Arts & Culture

Art from Iraqi, Palestinian refugees on display at local galleries

Iraqi artist Khalid Alaani’s painting “Enchanted,” is on display at the Clayton Staples Gallery at Wichita State University. Minimum bid is $350.
Iraqi artist Khalid Alaani’s painting “Enchanted,” is on display at the Clayton Staples Gallery at Wichita State University. Minimum bid is $350. Courtesy

A unique exhibition on display at multiple galleries in the Wichita area features artwork made by refugee Iraqi and Palestinian artists from Gaza.

The exhibition, called Building Bridges: Art Exhibition and Sale, is an attempt to emphasize common humanity around the world and combat negative perceptions of Muslims, according to Jan Swartzendruber, who is helping publicize the exhibit.

“The idea is art of all sorts communicated across cultures and across geography and across religion, and that all builds bridges of understanding in a much more direct way than any kind of verbal lecturing or explaining does,” Schwartzendruber said.

Most of the artists whose work is displayed in the exhibition have been resettled in the United States or Canada. The artwork is from 19 Iraqi artists and 9 Palestinian artists.

One of those artists is Khalid Alaani, a native Iraqi painter.

Alaani had to leave Baghdad in 2006 because of the war. He then sought refuge in Damascus, Syria until 2012.

While in Damascus – which he praised for its generous, “welcoming” people – he met up with other Iraqi painters and put on exhibitions.

He was relocated to Maryland in 2012, and moved to Alexandria, Va., in 2015, where he participates in the local art scene while studying to practice pharmacy.

His paintings, he said, will hopefully make people realize “all people around the world share a lot of common things.”

“There’s no vocabulary in painting – the image itself is the language,” Alaani said. “The acrylics are the same, but ... maybe the landscape is different. ... At the end of the day it’s all human contribution, so when you feel that – the other people are happy with what they have and their culture, their landscape that they live in – I think it really gives that message that we are the same. We’re not different.”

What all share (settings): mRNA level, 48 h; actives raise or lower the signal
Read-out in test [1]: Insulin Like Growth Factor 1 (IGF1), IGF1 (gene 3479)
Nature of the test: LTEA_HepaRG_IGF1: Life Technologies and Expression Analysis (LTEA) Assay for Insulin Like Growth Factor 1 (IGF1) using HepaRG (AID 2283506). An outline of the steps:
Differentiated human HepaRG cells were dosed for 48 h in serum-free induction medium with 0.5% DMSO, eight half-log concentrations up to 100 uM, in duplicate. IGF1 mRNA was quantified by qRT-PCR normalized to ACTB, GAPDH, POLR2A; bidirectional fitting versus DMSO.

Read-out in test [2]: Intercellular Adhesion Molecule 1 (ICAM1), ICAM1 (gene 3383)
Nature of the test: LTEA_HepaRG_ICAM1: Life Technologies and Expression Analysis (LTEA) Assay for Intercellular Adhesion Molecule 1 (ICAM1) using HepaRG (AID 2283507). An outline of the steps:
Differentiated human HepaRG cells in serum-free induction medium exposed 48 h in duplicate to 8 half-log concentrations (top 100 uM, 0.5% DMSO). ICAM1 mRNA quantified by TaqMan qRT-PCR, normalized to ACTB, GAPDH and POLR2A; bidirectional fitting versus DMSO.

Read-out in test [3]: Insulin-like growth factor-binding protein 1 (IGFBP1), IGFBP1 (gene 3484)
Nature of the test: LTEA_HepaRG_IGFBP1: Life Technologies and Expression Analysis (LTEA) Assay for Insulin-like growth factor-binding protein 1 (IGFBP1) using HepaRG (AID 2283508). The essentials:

People can bid on the various paintings, and 80 percent of the proceeds from any sale goes to the artist. The rest of the proceeds go to Common Humanity, the New York City nonprofit that created the exhibit and brings the paintings in.

“It’s like a highway, two-ways,” said Ranya Taha, who helped plan for Building Bridges in Wichita. “We’re helping them and at the same time they’re helping us. We learn from them, they learn from us.”

Taha, who was born in Syria and moved to the United States when she was 22, said the focus on art by refugees will inspire compassion for their plight.

She knows how quickly life can change.

“My mom and dad, they’re professionals – one is a physician – and they had a summer house, cars and everything in Syria,” Taha said. “All in one day, two days, three days, they lost everything.”

“Nobody knows what’s going to happen. If you help somebody, somehow the good will come back to you and when you need help, you will get the help in some form.”

Student exhibition

In addition to the main Building Bridges exhibit, which travels around the country, Muslim students at Wichita State University have created another exhibit, “Building Bridges ICT,” currently on display at the WSU Shiftspace Gallery, 416 S. Commerce.

“Building Bridges ICT” features paintings and other art by the students that feature their interpretation of their culture and how it interplays with the West.